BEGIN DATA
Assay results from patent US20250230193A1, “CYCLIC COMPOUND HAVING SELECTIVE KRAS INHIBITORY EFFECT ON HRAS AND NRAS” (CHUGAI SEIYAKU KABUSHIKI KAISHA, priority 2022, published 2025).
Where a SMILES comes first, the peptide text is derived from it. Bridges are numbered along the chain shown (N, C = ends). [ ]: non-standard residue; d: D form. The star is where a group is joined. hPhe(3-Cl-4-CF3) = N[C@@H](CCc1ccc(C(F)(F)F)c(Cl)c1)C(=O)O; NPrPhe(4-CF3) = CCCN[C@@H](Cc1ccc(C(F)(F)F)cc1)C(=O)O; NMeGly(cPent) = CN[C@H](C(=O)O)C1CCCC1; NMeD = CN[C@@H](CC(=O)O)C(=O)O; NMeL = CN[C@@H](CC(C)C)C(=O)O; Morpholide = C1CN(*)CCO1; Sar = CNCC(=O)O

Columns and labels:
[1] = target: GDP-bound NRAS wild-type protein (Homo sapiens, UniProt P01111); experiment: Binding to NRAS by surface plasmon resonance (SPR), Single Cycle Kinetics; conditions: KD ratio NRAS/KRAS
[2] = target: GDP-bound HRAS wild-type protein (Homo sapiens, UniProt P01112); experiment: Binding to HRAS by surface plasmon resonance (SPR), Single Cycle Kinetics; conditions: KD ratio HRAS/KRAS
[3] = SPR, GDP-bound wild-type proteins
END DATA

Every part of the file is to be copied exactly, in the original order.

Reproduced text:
Assay results from patent US20250230193A1, “CYCLIC COMPOUND HAVING SELECTIVE KRAS INHIBITORY EFFECT ON HRAS AND NRAS” (CHUGAI SEIYAKU KABUSHIKI KAISHA, priority 2022, published 2025).
Where a SMILES comes first, the peptide text is derived from it. Bridges are numbered along the chain shown (N, C = ends). [ ]: non-standard residue; d: D form. The star is where a group is joined. hPhe(3-Cl-4-CF3) = N[C@@H](CCc1ccc(C(F)(F)F)c(Cl)c1)C(=O)O; NPrPhe(4-CF3) = CCCN[C@@H](Cc1ccc(C(F)(F)F)cc1)C(=O)O; NMeGly(cPent) = CN[C@H](C(=O)O)C1CCCC1; NMeD = CN[C@@H](CC(=O)O)C(=O)O; NMeL = CN[C@@H](CC(C)C)C(=O)O; Morpholide = C1CN(*)CCO1; Sar = CNCC(=O)O

Columns and labels:
[1] = target: GDP-bound NRAS wild-type protein (Homo sapiens, UniProt P01111); experiment: Binding to NRAS by surface plasmon resonance (SPR), Single Cycle Kinetics; conditions: KD ratio NRAS/KRAS
[2] = target: GDP-bound HRAS wild-type protein (Homo sapiens, UniProt P01112); experiment: Binding to HRAS by surface plasmon resonance (SPR), Single Cycle Kinetics; conditions: KD ratio HRAS/KRAS
[3] = SPR, GDP-bound wild-type proteins